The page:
Prez Has More Sequester Flexibility Than WH Admits

From On The Money blog; The Hill; Erik Wesson, Jeremy Herb and Keith Laing:

“The White House has made the case it has almost no flexibility….

“But budget experts say some nuances within the law do give the administration some room to maneuver, though they acknowledge it is limited.

“For example, the administration has broad authority to define ‘program, project and activity,’ according to Barry Anderson, a former budget official under President George H. W. Bush.  He said this would allow some flexibility in making cuts.

“OMB said Friday that it will be issuing the sequester order on the account level and agencies will determine the program, project and activity definition.”

The WSJ argued that the President has a lot of flexibility in its op-ed  “The Sequester Revelation”:
“[T]he White House says it must now cut across the board regardless of how important a given PPA is.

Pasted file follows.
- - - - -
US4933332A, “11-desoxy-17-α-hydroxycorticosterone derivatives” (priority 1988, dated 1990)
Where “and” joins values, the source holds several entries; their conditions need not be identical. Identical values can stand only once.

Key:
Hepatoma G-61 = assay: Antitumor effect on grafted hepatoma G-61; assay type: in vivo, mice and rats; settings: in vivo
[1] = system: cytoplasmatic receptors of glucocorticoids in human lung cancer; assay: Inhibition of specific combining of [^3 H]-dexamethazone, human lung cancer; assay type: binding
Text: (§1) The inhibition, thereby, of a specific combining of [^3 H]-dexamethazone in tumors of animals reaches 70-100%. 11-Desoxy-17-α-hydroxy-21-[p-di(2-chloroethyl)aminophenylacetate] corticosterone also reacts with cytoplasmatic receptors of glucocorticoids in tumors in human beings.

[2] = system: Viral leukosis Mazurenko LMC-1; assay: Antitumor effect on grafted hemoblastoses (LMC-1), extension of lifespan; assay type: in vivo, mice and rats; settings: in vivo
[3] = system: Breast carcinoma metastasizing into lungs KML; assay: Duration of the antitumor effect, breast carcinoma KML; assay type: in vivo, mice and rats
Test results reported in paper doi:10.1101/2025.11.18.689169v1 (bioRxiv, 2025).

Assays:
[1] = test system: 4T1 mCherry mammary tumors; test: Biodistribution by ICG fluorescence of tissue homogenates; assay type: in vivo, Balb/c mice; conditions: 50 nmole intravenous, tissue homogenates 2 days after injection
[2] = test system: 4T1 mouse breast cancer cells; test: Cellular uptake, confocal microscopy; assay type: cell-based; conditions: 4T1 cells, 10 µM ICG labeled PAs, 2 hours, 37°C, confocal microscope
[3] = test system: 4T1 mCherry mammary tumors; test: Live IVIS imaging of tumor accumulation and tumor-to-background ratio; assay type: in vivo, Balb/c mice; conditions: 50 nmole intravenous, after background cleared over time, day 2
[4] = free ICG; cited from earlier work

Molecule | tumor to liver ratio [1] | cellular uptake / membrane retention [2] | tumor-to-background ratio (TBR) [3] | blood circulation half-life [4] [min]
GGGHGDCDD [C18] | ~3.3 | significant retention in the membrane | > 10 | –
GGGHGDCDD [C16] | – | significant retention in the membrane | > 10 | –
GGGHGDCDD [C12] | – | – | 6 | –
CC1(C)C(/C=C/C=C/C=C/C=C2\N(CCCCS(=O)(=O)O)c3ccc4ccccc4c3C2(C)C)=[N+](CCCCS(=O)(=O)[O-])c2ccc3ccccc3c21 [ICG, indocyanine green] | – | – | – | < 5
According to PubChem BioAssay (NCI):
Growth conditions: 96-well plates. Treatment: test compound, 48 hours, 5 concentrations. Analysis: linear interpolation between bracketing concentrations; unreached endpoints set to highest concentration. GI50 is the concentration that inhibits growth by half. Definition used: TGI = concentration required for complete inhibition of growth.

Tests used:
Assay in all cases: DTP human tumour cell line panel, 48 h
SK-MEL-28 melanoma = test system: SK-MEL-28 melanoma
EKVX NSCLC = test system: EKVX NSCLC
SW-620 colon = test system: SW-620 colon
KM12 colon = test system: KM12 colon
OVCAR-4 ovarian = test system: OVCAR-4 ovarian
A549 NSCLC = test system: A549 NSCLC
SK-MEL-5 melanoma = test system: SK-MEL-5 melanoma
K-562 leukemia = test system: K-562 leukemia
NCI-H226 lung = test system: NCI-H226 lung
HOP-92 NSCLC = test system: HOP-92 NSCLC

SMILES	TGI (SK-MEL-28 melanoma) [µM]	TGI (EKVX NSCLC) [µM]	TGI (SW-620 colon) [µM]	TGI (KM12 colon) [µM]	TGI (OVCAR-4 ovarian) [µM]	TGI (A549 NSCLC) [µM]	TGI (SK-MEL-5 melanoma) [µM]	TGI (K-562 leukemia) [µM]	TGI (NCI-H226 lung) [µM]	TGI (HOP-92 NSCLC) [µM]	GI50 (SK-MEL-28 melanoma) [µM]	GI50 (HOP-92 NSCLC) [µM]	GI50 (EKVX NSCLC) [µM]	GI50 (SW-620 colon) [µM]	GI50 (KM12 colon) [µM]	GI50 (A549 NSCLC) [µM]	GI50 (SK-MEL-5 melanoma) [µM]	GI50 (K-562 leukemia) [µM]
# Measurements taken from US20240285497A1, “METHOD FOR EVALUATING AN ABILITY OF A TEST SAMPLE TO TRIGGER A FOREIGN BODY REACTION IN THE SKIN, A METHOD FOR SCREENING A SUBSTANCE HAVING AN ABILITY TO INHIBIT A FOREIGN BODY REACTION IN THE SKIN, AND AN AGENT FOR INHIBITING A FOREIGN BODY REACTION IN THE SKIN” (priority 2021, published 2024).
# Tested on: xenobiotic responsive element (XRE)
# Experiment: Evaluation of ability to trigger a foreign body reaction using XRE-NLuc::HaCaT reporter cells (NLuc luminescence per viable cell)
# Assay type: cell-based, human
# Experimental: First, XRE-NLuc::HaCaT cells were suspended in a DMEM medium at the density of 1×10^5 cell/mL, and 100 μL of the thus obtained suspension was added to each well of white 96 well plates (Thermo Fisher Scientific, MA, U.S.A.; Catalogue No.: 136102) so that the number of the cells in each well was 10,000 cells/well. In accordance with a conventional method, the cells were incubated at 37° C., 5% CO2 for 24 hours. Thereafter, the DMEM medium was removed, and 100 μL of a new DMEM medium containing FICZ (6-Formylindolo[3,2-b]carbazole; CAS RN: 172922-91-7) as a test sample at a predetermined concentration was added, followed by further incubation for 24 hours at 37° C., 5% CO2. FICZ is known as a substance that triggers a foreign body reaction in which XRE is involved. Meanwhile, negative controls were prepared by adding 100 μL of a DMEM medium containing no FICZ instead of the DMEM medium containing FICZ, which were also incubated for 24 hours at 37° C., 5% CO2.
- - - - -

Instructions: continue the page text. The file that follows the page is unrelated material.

“Not so fast.  Programs, projects and activities are a technical category of the federal budget, but the sequester actually occurs at the roughly 1,200 broader units known as budget accounts.  Some accounts are small, but others contain hundreds of PPAs and the larger accounts run to billions of dollars.  For the Pentagon in particular, the distinction between PPAs and accounts is huge.”
The President’s hands may be tied, but we’re not going to see any burn marks from this sequester.  If they wanted to send the Harry Truman to the Persian Gulf tonight, they certainly could.

2 comments on “Prez Has More Sequester Flexibility Than WH Admits

  1. danielfee says:

    So it starts. Now that the Republicans have made it clear that the sequester is here to stay and they know that its impacts will be unpopular with the public you can expect to hear every Republican talking head say that the President has the flexibility to chose what gets cut so that every time something is cut they will say the President did that to you. He could have chose to cut something else instead.

    • But the President does have more flexibility than the WH is admitting. There’s a lot of leeway in designating PPAs within budget accounts.
      And I’m not sure how unpopular — broadly speaking — the cuts are going to be. They’re just not that big, and they leave many popular programs untouched.

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